Governor Kim Reynolds today said 9,400 employees of 14 different Iowa manufacturing and meat processing facilities have been tested for COVID-19. Another 1,300 staff members who work in 115 Iowa nursing homes have been tested.
“Expanding testing in a targeted way such as this helps us confirm how the virus is spreading and while it drives our positive case count up for the short term,” she said, “more importantly it helps inform us how to effectively manage virus activity for the long term.”
The state has confirmed COVID-19 outbreaks in 32 long term care facilities as of this morning. Last week, officials announced outbreaks had also been confirmed at four meatpacking plants in Columbus Junction, Tama, Waterloo and Perry and the wind blade factory in Newton.
At least three residents of a nursing home must test positive for the virus to have the facility listed as having an outbreak. At least 10 percent of workers in a manufacturing or food processing facility must either be absent or have tested positive before an outbreak is publicly declared by the Iowa Department of Public Health.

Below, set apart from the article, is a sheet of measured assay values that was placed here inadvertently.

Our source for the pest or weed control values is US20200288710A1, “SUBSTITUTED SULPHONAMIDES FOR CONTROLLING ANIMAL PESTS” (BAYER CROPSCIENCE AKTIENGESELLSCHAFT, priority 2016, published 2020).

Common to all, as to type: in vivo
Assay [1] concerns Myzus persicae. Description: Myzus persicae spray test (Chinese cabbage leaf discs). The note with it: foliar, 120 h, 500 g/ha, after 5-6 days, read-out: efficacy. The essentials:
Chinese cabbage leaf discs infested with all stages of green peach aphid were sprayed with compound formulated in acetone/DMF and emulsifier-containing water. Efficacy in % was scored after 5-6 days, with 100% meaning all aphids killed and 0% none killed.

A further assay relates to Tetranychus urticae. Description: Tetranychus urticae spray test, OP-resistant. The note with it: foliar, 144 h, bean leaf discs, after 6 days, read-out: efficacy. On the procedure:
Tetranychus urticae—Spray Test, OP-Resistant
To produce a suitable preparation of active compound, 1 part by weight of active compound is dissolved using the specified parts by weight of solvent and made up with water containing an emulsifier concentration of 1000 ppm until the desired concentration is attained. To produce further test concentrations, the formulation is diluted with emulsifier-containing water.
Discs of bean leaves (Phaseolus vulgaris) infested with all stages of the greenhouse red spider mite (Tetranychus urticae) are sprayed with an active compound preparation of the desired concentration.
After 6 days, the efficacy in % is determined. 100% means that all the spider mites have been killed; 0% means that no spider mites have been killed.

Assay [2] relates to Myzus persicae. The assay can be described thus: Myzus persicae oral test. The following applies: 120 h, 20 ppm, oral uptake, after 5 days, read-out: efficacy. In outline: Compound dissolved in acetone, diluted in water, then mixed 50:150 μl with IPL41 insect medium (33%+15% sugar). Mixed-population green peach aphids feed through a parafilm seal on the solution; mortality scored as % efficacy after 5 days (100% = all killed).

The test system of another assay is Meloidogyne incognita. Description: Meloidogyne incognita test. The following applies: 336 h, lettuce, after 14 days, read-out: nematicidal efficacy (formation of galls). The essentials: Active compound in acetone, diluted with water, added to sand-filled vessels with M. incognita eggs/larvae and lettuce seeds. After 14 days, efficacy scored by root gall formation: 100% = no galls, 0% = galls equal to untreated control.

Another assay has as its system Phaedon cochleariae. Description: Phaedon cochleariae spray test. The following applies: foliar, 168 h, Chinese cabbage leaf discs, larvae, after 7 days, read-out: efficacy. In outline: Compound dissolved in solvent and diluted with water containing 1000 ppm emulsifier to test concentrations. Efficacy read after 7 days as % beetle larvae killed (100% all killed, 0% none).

Reynolds said there appears to be reduced case counts in eastern Iowa hot spots, while virus activity is increasing in central and western Iowa counties.
“We’ve also been monitoring an increase in virus activity in Crawford County where we opened another ‘Test Iowa’ site on Saturday and are testing employees against at long term care facilities, manufacturing facilities and throughout the community,” Reynolds said during her daily news conference.
A “Test Iowa” site is now open in Davenport and one will be opening in Wednesday in Ottumwa — for a total of seven drive-through testing locations. An average of about 3000 COVID-19 tests results were announced each day last week. Reynolds said Friday the state will be able to process 5000 daily, but she has not indicated when that goal will be reached.
Iowa is among the half-dozen states getting a shipment of Remdesivir, the drug that’s recently been approved as a treatment for COVID-19 patients. State public health officials will decide how it’s distributed to pharmacies and provide advice to doctors about prescribing it.
“Based on who benefits most from the drug,” Reynolds said, “and we want to make sure that when we’re administering it, that the physician is connected with someone that has had experience with the drug.”
Iowa received 400 vials of the drug. The University of Iowa Hospitals and Clinics participated in clinical trials of Remdesivir. The trials indicate the drug may help reduce the number of days a COVID-19 patient spends in the hospital.